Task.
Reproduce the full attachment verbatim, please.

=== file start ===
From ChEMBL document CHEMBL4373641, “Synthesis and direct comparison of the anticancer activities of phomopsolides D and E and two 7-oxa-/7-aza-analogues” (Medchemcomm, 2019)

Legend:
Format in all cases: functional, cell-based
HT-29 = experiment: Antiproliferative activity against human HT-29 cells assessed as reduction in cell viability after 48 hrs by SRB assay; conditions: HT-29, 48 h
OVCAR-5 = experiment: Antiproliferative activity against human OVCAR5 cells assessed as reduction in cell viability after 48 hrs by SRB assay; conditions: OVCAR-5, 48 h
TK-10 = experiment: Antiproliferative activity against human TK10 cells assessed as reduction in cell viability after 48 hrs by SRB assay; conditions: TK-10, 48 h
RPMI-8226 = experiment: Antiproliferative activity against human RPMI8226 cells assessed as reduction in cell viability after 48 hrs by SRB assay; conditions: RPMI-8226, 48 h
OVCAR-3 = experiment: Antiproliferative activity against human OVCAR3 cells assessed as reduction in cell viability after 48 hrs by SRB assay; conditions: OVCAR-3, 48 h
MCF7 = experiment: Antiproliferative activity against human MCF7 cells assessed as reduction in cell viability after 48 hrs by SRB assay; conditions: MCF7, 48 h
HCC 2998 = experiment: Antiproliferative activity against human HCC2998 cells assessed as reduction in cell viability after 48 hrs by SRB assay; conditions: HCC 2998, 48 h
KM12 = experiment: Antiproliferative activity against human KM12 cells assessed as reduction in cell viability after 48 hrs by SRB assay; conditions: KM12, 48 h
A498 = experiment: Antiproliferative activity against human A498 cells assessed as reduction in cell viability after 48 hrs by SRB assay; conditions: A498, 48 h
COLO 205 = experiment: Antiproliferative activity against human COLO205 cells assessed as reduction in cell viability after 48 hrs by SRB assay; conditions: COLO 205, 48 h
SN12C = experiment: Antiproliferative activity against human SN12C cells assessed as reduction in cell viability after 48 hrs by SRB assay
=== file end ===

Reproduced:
From ChEMBL document CHEMBL4373641, “Synthesis and direct comparison of the anticancer activities of phomopsolides D and E and two 7-oxa-/7-aza-analogues” (Medchemcomm, 2019)

Legend:
Format in all cases: functional, cell-based
HT-29 = experiment: Antiproliferative activity against human HT-29 cells assessed as reduction in cell viability after 48 hrs by SRB assay; conditions: HT-29, 48 h
OVCAR-5 = experiment: Antiproliferative activity against human OVCAR5 cells assessed as reduction in cell viability after 48 hrs by SRB assay; conditions: OVCAR-5, 48 h
TK-10 = experiment: Antiproliferative activity against human TK10 cells assessed as reduction in cell viability after 48 hrs by SRB assay; conditions: TK-10, 48 h
RPMI-8226 = experiment: Antiproliferative activity against human RPMI8226 cells assessed as reduction in cell viability after 48 hrs by SRB assay; conditions: RPMI-8226, 48 h
OVCAR-3 = experiment: Antiproliferative activity against human OVCAR3 cells assessed as reduction in cell viability after 48 hrs by SRB assay; conditions: OVCAR-3, 48 h
MCF7 = experiment: Antiproliferative activity against human MCF7 cells assessed as reduction in cell viability after 48 hrs by SRB assay; conditions: MCF7, 48 h
HCC 2998 = experiment: Antiproliferative activity against human HCC2998 cells assessed as reduction in cell viability after 48 hrs by SRB assay; conditions: HCC 2998, 48 h
KM12 = experiment: Antiproliferative activity against human KM12 cells assessed as reduction in cell viability after 48 hrs by SRB assay; conditions: KM12, 48 h
A498 = experiment: Antiproliferative activity against human A498 cells assessed as reduction in cell viability after 48 hrs by SRB assay; conditions: A498, 48 h
COLO 205 = experiment: Antiproliferative activity against human COLO205 cells assessed as reduction in cell viability after 48 hrs by SRB assay; conditions: COLO 205, 48 h
SN12C = experiment: Antiproliferative activity against human SN12C cells assessed as reduction in cell viability after 48 hrs by SRB assay